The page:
In April of 2007, a small group of friends and family pulled late nights at a little house on 12South to open a new concept store. During the summer of 2009, a far larger group of friends and family pulled late nights at the Hill Center to, among other things, write our story on the wall. Today, I stand alone, a girl who stumbled upon a grand adventure, picked up some colorful characters along the way, learned from the flowers, played her cards right, and found her way back from wonderland. And today, my writing on the wall speaks for itself. There is no better time to climb out of that rabbit hole and write the next chapter.

And so, dear friends, we close our doors. The rabbits will surely continue to hop, and I will continue to follow them.

But for tonight, I say goodbye, old friend.

xoxo,

rachel

Posted at 5:02 pm by rachel in: Closing the Store

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December 18th, 2011

The Last Sunday

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For years now, we’ve been telling you our stories, drafting our graphic novel with our home-grown ad campaigns. And now, on our last Sunday, we offer our history for your own homes. Not only can you buy the furniture that has graced our space or the books that have lined our shelves, but you can now buy our images and truly own a piece of the story. Surely, the stories will continue, and we will keep telling them. You have one week, though, to bring the real thing home.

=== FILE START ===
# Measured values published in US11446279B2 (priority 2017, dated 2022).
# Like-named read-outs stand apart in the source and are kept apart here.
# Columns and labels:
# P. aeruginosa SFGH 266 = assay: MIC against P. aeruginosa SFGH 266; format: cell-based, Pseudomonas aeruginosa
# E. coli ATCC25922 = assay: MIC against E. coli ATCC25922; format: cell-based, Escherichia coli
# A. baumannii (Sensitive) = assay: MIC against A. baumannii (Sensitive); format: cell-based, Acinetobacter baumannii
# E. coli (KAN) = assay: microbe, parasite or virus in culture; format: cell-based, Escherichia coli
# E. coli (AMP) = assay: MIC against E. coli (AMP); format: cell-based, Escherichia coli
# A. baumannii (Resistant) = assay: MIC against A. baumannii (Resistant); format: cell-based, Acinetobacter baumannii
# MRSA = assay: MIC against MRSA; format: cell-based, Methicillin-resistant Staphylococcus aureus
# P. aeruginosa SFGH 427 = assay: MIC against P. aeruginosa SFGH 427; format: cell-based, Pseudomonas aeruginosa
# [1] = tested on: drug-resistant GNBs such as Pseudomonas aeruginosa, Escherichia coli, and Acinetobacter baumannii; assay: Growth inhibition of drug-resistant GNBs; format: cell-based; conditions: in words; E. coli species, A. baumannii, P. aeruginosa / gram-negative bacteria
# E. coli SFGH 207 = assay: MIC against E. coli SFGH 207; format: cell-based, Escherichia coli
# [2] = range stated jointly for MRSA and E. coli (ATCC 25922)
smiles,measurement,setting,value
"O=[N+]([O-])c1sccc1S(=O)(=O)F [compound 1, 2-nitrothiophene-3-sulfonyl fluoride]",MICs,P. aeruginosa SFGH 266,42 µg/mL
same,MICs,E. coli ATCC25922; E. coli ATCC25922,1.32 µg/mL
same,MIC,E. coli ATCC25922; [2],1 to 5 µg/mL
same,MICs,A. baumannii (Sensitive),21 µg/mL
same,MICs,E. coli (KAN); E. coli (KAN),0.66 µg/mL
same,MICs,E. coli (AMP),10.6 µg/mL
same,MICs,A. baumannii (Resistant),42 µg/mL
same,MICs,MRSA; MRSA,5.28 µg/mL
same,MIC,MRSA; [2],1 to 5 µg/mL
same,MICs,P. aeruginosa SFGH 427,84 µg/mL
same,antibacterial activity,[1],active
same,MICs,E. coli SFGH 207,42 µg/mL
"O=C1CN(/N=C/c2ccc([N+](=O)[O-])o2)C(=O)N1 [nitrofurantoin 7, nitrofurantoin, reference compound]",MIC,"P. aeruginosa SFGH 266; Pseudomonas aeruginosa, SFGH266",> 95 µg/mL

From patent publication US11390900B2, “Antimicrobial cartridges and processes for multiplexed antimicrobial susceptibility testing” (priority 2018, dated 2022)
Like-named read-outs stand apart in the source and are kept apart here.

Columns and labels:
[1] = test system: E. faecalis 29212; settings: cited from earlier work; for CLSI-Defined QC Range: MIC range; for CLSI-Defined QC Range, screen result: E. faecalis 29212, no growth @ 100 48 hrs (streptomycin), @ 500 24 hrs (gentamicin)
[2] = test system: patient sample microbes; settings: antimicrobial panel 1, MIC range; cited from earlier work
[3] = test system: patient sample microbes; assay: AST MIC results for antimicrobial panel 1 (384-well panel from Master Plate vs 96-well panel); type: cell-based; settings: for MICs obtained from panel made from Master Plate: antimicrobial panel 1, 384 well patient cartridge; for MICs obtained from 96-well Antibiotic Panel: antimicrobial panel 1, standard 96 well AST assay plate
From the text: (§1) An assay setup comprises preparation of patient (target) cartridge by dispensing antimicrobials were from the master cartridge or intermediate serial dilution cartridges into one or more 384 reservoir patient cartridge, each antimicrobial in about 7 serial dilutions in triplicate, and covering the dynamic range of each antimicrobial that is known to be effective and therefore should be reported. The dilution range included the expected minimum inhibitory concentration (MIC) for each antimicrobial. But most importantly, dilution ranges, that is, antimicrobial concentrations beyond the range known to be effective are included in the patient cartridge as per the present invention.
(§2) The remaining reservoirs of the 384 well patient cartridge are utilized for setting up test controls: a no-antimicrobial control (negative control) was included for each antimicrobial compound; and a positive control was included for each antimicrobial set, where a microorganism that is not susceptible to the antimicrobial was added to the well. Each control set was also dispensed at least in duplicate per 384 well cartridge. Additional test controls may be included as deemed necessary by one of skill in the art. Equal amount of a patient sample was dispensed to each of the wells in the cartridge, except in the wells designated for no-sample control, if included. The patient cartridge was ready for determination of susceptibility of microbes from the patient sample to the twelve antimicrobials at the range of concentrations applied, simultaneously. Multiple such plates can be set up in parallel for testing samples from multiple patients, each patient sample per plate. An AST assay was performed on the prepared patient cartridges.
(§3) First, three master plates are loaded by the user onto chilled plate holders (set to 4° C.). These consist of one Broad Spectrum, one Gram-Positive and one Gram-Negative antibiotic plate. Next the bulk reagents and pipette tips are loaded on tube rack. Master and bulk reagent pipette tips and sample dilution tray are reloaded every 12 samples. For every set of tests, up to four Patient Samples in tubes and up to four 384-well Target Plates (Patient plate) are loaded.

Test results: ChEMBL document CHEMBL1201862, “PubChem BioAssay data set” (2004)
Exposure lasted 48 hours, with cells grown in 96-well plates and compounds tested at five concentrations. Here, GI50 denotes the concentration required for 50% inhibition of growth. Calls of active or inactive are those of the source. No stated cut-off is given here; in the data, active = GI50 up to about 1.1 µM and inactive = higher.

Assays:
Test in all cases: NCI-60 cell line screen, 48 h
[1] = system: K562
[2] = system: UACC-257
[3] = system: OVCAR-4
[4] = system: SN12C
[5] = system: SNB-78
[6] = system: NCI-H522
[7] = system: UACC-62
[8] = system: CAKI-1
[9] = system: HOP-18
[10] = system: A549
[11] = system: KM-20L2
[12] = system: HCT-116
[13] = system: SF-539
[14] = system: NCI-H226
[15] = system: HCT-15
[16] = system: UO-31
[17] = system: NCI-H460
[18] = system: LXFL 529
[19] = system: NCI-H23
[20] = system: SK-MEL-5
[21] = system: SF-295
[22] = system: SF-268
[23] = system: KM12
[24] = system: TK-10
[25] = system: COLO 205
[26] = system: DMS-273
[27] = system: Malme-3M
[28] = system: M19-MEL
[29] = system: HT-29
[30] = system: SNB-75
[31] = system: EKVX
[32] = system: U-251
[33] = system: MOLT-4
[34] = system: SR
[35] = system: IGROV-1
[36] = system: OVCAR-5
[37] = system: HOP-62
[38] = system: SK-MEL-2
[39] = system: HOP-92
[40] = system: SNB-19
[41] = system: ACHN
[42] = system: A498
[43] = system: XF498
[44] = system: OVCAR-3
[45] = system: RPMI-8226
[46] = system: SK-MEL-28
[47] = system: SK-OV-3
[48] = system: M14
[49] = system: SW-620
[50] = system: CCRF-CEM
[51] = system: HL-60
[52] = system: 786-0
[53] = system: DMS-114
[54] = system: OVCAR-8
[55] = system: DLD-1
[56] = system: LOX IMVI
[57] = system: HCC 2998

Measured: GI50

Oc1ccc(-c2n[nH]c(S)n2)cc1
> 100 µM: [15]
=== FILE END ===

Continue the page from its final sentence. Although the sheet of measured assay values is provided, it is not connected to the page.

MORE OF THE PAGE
xoxo

Posted at 4:29 pm by rachel in: Ad Campaigns, Bunny Love, Closing the Store

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December 14th, 2011

Cracking Down

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There have been a lot of questions lately about what’s next for us, and all of this pressure has Frank up in arms (pun….intended). For 5 holiday seasons, Frank has served as the 2L gift advisor and security detail, but it appears that he will soon be out of a job. He is in the process of updating his resume to include swordsmanship and uniform bedazzling. We know it’s rough out there, and we fear Frank would get trampled in an Occupy Wall Street situation, so if anyone hears of any opportunities, do let us know. You can reach Frank with job offers at info@twoelle.com. And, for that matter, you can offer Rachel, Ricky, Becca, and Sara jobs at that address, too!

Posted at 12:04 pm by rachel in: Closing the Store, The Family